Aaron Brooks says brands and marketers shouldn’t panic, protest or be pessimistic about the new Instagram algorithm – rather they should harness it the smartest way possible.
A lot of brands, bloggers and marketers appear to be in something of a spin since the announcement of the rollout of the new Instagram algorithm. And so far, after sifting the fallout, the reaction amongst agencies in recent trade press seems divided roughly into four or so camps. What I’d like to do now is look at each of these trending camps and ask the question which is really the smartest stance to be taking long-term – and what does it say about many social media marketers’ strategies moving forward in Instagram’s new playing field.
These are the ones who immediately hit the panic button and took to Instagram with “PLEASE TURN ON OUR NOTIFICATIONS” posts to secure their followships. We all saw the deluge fill our own feeds and it was promptly (and quite rightly) satirised. Justifiably, the solution for dealing with the changes to Instagram is not for brands to bump audiences for notifications. If anything, it smacks of desperation and is more likely to make consumers switch off, which is the exact opposite of what brands or Instagram want. Our advice to brands was not to do this for reasons which should already be pretty intuitive for savvy social strategists.
These are the ones who have vehemently decried the changes. Railing against the new algorithm online, they seem to be claiming that this will automatically mean the suppression of all organic content, citing the Facebook model as case-in-point. Before anyone waves placards saying this spells the end of life on the social platform as we know it, consider that the ultimate responsibility for Instagram is the user’s experience on the platform and creating the best experience for the community.
You know these guys. They’re the ones who have come out with an air of resignation, stating that the new algorithm was “inevitable”, that they “saw it coming all along” and that once again we need to “adapt or die”. Their commentary seems to be that brands will simply have to roll with the punches, pony up and pay for presence on the platform from now on. In other words, accept that Instagram arbitrage is now well and truly over, and the reality that paid social spend budgets will need to be raised accordingly in order to maintain presence on the social platform. While paid social is definitely part of the plan moving forward, this response is still quite defeatist. Like the protester camp, it also seems to suggest that “organic social is dead’.
It most certainly is not.
All of the aforementioned camps fail to recognise that brand-served content won’t automatically see audience engagement boom anymore… the most engaging content will be liked by followers, and by virtue, automatically filter to the top of the pile.
Right now, the synergy between influencer and brand is where the new arbitrage exists.
Which is where we get to the fourth camp, and for want of a better name, I’ll dub them the pathfinders. These are the ones who have, quite rightly, remained relatively calm about it all. They seem to grasp that Instagram’s new algorithm is really all about the meritocrisation of good content - not the suppression – and that in order for them to continue engaging their audiences they need to harness that system.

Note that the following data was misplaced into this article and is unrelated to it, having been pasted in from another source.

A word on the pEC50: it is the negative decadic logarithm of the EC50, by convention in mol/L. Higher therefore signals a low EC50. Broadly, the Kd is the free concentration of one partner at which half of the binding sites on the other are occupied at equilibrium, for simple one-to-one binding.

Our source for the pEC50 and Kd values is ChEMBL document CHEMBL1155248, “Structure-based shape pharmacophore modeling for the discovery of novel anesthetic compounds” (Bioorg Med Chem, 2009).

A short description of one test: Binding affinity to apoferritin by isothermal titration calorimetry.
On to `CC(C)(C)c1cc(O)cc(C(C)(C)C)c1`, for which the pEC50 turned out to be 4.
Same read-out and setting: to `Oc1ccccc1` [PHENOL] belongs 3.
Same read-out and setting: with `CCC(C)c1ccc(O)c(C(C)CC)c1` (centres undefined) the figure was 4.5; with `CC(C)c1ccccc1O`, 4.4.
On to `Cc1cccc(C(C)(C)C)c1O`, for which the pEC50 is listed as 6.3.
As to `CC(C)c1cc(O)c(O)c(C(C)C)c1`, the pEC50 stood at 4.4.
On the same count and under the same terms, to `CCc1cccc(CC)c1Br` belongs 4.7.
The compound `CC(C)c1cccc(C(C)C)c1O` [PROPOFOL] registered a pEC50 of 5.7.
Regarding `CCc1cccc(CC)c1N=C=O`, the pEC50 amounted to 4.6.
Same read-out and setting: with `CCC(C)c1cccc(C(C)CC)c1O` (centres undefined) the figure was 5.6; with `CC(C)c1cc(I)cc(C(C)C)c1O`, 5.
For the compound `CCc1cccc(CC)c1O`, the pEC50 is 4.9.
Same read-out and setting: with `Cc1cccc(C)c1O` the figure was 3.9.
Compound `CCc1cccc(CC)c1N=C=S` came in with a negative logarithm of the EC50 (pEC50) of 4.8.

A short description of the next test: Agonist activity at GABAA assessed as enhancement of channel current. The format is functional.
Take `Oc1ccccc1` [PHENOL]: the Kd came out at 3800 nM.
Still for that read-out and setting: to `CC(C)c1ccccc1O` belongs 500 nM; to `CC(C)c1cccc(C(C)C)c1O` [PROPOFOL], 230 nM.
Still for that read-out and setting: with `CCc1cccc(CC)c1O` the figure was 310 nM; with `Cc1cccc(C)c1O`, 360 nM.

One social strategist responded to the Instagram algorithm “crisis” with this quote: “We are planning to layer in a more rigorous creative lens in our production and media-strategy planning so that we can create more interesting and unique visual form factors." Once you decipher the jargon, he seems to be saying, ‘… we’ll try and make our photos more creative…’
While I wonder why they weren’t doing that in the first place, he has hit upon a phrase that does speak to the obvious solution in strapping a saddle on Instagram, and it’s this: a more creative lens.
Moving forward, brands will increasingly be seen and engaged with through the creative lens of social influencers. Influencers who produce stunning visual imagery are the future vehicle for brands and marketers to harness – so long as said brands are willing to relax their grip on the creative process and the way in which their product is interpreted and reflected in their audience.
It’s about prompting influencers to create something authentic to their audience, and not preaching through them like puppets. If anything, allowing the talent creative freedom will be the key to success on the platform. When that partnership works, it’s something that the Instagram algorithm will reward rather than penalise.
Instagram will be first to tell you that social influencers already producing relevant authentic content with high engagement rates don’t have to change anything in how they’re practicing. They don’t need to be worried about a silly algorithm at all, and most of them aren’t anyway – they’re too busy creating!
Which is why we need to see the algorithm as a new challenge, yes, but one that serves us all well by getting us to pay attention to our audiences and reaping the rewards. Our advice to clients is that it’s actually going to help consumer audiences see more of the moments they genuinely care about first – the great pieces of content, incredible images, interesting videos, etc.
At the end of the day, the new Instagram algorithm is not something to be grumped over, gamed or paid off. It’s not a new code you need to solve or an obstacle course to negotiate. Rather, it’s a swift current that brands need to learn to swim with and not against.
And the strongest swimmers are already the influencers, so why not catch a ride?
By Aaron Brooks, co-founder of influencer marketing company Visual Amplifiers (VAMP).